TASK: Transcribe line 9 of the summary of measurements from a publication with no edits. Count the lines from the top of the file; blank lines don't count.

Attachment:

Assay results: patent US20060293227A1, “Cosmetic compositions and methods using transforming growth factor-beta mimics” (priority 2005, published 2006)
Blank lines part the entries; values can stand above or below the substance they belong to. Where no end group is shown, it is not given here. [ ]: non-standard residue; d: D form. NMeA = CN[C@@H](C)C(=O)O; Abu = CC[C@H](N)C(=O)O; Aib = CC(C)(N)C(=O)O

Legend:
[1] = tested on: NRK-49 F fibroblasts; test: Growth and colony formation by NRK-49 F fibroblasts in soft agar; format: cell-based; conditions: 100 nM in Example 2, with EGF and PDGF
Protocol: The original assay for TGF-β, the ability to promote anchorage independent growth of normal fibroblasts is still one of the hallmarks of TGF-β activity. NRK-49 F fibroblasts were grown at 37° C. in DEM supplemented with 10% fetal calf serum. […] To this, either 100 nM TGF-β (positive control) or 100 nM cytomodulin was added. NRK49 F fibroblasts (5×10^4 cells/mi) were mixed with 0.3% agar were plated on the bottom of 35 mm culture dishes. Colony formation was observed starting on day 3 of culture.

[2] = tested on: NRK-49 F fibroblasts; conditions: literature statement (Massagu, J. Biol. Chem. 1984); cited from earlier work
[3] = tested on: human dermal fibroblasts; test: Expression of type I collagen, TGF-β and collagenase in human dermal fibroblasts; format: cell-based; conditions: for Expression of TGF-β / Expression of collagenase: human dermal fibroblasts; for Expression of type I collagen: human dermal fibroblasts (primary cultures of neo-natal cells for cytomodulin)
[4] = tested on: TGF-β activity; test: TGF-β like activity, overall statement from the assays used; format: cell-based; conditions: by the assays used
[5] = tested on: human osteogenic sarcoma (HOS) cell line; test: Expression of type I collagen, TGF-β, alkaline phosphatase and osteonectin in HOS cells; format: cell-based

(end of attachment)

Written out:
[5] = tested on: human osteogenic sarcoma (HOS) cell line; test: Expression of type I collagen, TGF-β, alkaline phosphatase and osteonectin in HOS cells; format: cell-based